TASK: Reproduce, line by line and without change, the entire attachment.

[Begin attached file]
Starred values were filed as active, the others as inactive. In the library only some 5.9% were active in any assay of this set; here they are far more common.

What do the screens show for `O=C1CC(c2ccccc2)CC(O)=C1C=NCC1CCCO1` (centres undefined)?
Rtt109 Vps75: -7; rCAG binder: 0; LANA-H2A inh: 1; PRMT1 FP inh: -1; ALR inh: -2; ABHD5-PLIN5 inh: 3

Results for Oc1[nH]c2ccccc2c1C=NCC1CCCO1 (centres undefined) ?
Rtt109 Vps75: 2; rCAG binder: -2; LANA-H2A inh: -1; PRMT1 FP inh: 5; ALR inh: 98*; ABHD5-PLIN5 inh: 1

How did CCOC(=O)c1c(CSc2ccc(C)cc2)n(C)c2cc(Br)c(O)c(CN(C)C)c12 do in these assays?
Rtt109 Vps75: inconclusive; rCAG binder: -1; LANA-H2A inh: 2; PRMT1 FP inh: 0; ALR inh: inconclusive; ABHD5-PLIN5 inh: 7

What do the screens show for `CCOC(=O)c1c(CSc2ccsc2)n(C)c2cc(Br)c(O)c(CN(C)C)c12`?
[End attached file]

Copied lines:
Starred values were filed as active, the others as inactive. In the library only some 5.9% were active in any assay of this set; here they are far more common.

What do the screens show for `O=C1CC(c2ccccc2)CC(O)=C1C=NCC1CCCO1` (centres undefined)?
Rtt109 Vps75: -7; rCAG binder: 0; LANA-H2A inh: 1; PRMT1 FP inh: -1; ALR inh: -2; ABHD5-PLIN5 inh: 3

Results for Oc1[nH]c2ccccc2c1C=NCC1CCCO1 (centres undefined) ?
Rtt109 Vps75: 2; rCAG binder: -2; LANA-H2A inh: -1; PRMT1 FP inh: 5; ALR inh: 98*; ABHD5-PLIN5 inh: 1

How did CCOC(=O)c1c(CSc2ccc(C)cc2)n(C)c2cc(Br)c(O)c(CN(C)C)c12 do in these assays?
Rtt109 Vps75: inconclusive; rCAG binder: -1; LANA-H2A inh: 2; PRMT1 FP inh: 0; ALR inh: inconclusive; ABHD5-PLIN5 inh: 7

What do the screens show for `CCOC(=O)c1c(CSc2ccsc2)n(C)c2cc(Br)c(O)c(CN(C)C)c12`?